I was right about the result, but wrong about the margin and justification.
Upholding the ACA is a pro-business result that will be justified by adopting a precedent-supported broad reading of the Commerce Clause. Expect a 7-2 or 6-3 split.
It turned out to be a 5-4 decision with Chief Justice Roberts “switching sides” to find the ACA constitutional. The legal
excuse reasoning the Court used to come to this decision was that the mandate operated as a tax rather than a government-forced commerce.
The Chief Justice is a very clever man. It’s likely that his decision to uphold the law goes beyond the merits of this specific case.
Roberts has notably expressed concern about having too many opinions go along the 5-4 conservative/liberal split and tarnish the image of the court (read: his legacy). This would technically be a mixed majority. He scores on that goal.
Next, he rested the decision on the taxing power rather than the regulation of commerce. That was an easier pill for him to swallow given his own ideology. He gets the result he wants without possibly opening the door to an expansive interpretation of the Commerce Clause (but does he end up over-expanding the taxing power?) The tax angle itself has a political benefit, because he sets up his political allies to rant about how “Obamacare is the largest tax increase in history.”
Finally, don’t underestimate the electoral angle. The decision, especially after the media consensus predicted ACA would be ruled unconstitutional, will ignite the right wing base and line them up solidly behind Romney. “Repeal Obamacare” takes its place as a central issue of the campaign. The Chief Justice certainly would prefer Romney choosing his, Roberts’, future colleagues on the bench. By “losing” one case his ideology could be bolstered in many, many future cases by an even larger conservative majority. This angle is a more indirect version of Bush v. Gore, where the Court engaged in legal contortionism to select the next person who chooses the next justices to join the Court. In siding with the liberal wing of the Court today, Roberts will take some heat/hate from the right for awhile, but he hopes to be redeemed in November.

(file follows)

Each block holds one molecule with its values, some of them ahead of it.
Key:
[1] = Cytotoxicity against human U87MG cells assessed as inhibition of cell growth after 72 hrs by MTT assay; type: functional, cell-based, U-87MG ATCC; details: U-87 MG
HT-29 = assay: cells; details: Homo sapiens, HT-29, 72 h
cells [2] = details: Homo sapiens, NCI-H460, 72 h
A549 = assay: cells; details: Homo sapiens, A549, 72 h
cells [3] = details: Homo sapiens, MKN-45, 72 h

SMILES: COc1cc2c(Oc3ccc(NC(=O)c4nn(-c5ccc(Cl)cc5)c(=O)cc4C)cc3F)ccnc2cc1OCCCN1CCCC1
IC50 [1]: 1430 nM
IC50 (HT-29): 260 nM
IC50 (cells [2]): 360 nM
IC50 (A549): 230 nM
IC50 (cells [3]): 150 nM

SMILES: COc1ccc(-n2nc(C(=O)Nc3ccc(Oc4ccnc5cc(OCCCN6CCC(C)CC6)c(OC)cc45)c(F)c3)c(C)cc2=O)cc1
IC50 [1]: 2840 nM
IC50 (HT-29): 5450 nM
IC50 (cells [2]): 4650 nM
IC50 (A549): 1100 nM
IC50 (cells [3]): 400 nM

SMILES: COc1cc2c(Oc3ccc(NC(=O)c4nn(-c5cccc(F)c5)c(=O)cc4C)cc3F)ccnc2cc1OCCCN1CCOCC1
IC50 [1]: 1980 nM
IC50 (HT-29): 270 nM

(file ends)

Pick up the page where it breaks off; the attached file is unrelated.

Many on the right should be pleased that the Court upheld the ACA, because it will seriously impede any movement toward a single payer system for several years.
So Democrats should not get too excited over this ruling; and Republicans shouldn’t read it as a total loss. Even so I expect they will rant & rave to fire up the base. The staff at the Daily Show will be very busy today collecting all of the clips of right-wing opinion leaders going completely ape-poopy. I’ll leave you with a link to this sample of first-hour Tweets.